How do you adapt the 4,250 page magnum opus of the most popular authors of his generation into a 95 minute film? You whittle it down to its core elements.
Here’s what the filmmakers chose: There’s a Gunslinger (Idris Elba)—he’s good at shooting stuff. There’s a Man in Black (Matthew McConaughey)—he’s good at not getting shot. There’s a boy (Tom Taylor)—he’s got the shining, like in that movie The Shining.
There’s a big tower—it holds the universes together. Man in Black wants to destroy the tower so monsters and demons and such can come and chill and whatnot. Gunslinger wants to stop him. Boy is caught in the middle.
If you’re like me, you’ve never gotten through the Dark Tower books, but have heard they’re great from the many devotees out there. You likely marked this release on your calendar as the moment you might finally understand what all the fuss was about. But if you’re looking to see what makes those core elements so powerful to the fans of this series, and what makes this the series that Stephen King himself declares his masterpiece, you won’t find it here.
When a book you love is adapted into a film or television series, there’s two intertwined emotions you’re bound to feel—excitement, and fear. What kind of fear exactly? For me, it’s not the fear that I won’t be able to enjoy the movie version of the book I loved so much—after all, I’ll always have the book to go back to, even if the film fails me. No, what I fear most is that when the work finally makes it to the big screen, and to the biggest audience it will likely ever get, that it won’t capture what I loved about it to begin with for the many fresh eyes it’s about to find.
There’s an old rule in songwriting that a song isn’t truly good unless you can strip it down to its most basic ingredients—say, a voice, and an acoustic guitar--and have it hold its power. If that’s true, then one of two things happened here—either the Dark Tower isn’t powerful, or an essential ingredient was overlooked.
What doesn’t work about this film? It’s hard to suss out just one culprit. Maybe it’s the boy—Jake Chambers. He’s a psychic—he “shines”—and he’s the most powerful boy in any universe, because of course he is. Did you know there was a boy? I guess it was easier to, instead of focusing on Roland the Gunslinger, make the boy the main focus of the film—despite the fact that Jake wasn’t compelling enough to include on any of the film’s posters. With the focus put here, it’s hard not to grow weary of another magical Chosen One white boy, especially when we’re told how special he is instead of feeling it ourselves.
Maybe it’s the top-billed stars. Matthew McConaughey seemed right for the part of the Man in Black on paper. After all, the man has presence, as we’ve seen in so many of his roles since the McConaissance rose and plateaued, but it seems he’s best served with just a pinch of dark side—The Wolf of Wall Street, True Detective and Magic Mike.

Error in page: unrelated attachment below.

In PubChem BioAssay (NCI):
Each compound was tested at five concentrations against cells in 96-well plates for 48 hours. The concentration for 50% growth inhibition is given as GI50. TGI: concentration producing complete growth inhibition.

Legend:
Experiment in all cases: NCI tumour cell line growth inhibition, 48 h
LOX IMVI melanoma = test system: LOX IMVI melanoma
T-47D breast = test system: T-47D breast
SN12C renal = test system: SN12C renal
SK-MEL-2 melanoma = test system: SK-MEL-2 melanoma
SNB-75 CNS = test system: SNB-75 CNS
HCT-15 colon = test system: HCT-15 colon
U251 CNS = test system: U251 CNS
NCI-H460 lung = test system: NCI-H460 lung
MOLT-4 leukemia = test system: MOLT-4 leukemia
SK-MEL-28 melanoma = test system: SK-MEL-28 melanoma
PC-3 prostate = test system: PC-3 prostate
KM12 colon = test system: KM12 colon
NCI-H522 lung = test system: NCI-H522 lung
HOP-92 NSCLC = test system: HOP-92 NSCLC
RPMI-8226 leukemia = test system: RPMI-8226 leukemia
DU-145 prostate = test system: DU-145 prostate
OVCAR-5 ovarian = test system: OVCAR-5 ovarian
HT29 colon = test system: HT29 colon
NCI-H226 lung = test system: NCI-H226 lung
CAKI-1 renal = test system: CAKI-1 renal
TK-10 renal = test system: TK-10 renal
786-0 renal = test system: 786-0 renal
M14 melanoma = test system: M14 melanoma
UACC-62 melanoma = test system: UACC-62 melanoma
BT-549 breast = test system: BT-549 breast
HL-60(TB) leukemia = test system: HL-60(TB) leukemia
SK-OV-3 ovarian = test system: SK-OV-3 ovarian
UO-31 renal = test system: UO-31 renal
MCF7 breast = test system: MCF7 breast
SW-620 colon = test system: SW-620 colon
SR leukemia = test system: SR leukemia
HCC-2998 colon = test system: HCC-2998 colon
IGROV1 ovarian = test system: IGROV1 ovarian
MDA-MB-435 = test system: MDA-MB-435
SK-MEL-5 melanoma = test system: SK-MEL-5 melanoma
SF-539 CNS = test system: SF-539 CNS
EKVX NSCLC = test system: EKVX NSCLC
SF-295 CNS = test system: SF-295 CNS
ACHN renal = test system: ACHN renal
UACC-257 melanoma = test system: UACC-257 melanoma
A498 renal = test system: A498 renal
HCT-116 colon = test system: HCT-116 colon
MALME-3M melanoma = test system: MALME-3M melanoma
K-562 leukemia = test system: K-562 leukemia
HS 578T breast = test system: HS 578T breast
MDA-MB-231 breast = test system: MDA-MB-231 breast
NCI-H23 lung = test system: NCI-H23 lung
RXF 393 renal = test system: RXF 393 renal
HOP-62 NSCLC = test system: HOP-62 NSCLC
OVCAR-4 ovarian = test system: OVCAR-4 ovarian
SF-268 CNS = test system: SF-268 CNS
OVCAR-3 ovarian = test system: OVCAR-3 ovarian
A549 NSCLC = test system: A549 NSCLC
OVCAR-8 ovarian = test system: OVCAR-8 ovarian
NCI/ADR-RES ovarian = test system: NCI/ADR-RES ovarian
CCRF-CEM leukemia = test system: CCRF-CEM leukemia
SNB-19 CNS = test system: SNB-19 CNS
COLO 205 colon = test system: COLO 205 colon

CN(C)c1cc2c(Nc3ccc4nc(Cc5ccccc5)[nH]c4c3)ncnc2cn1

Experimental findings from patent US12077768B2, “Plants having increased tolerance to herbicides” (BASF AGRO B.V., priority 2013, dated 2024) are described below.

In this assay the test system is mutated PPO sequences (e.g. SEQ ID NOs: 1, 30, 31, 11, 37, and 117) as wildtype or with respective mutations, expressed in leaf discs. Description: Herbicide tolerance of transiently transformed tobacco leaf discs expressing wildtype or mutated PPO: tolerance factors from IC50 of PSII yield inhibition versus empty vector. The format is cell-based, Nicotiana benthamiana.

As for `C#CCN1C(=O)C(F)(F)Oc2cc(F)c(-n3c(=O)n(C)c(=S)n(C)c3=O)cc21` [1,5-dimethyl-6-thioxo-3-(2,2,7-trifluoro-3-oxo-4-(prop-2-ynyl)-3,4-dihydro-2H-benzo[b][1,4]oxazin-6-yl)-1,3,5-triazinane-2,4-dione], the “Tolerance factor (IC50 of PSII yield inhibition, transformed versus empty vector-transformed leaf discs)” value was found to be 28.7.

When he’s forced to play a straight-up evil wizard who wants to destroy the universe, who wanders the streets using his magic powers to make little girls mean to their mothers, he comes off smaller than ever before. Here, McConaughey is an over-salted and over-boiled batch of squid-ink pasta—beautiful and useless.
I can’t blame Idris Elba nearly as much—he was the right choice for the Gunslinger, and I’m sure in a better movie he’d have been up to the task. He’s a stirring guitar solo in the middle of a generic pop song—impressive, but wasted.
Maybe it’s just the storytelling, which fails to make this feel like much of a story. Storytelling is powerful because even though it often has the same core elements, that rarely matters. Every storyteller is a Geppetto making a boy from wooden parts. When it works, you look at the wood and you see a boy. When it doesn’t, you see just the wood.
Every obstacle that Jake faces on his hunt to find The Gunslinger, every obstacle that the Man in Black has to find Jake, and every obstacle that Jake and the Gunslinger have together on their hunt to find the Man in Black, just feels like they don’t have much to tell, and even less to say, but they really needed to pad out a whole 95 minutes.
They don’t just fill this with random monsters—a wooden-floor demon, a big pointy dragon thing with its wings cut off, a ‘look I’m your dad but once you touch me I’m actually not’ ghoul—they also fill the background with references to Stephen King books—I caught the hotel from the Shining, the Rita Hayworth poster from Rita Hayworth and the Shawshank Redemption—and fill their mouths with what feels like famous quotes. But since you can’t buy in to the world, you can’t buy in to its language either. Non-book-readers will have no problem picking out the fan-service lines, as each is delivered as if it has a power that you’ll know the movie hadn’t earned on its own.
There’s something missing in this film, deep into its core. Maybe a better screenplay, or a better director, could have covered that up more effectively. But with just these pieces, Pinocchio isn’t just missing his head—he’s missing his soul.
- The Dark Tower is in theaters now -
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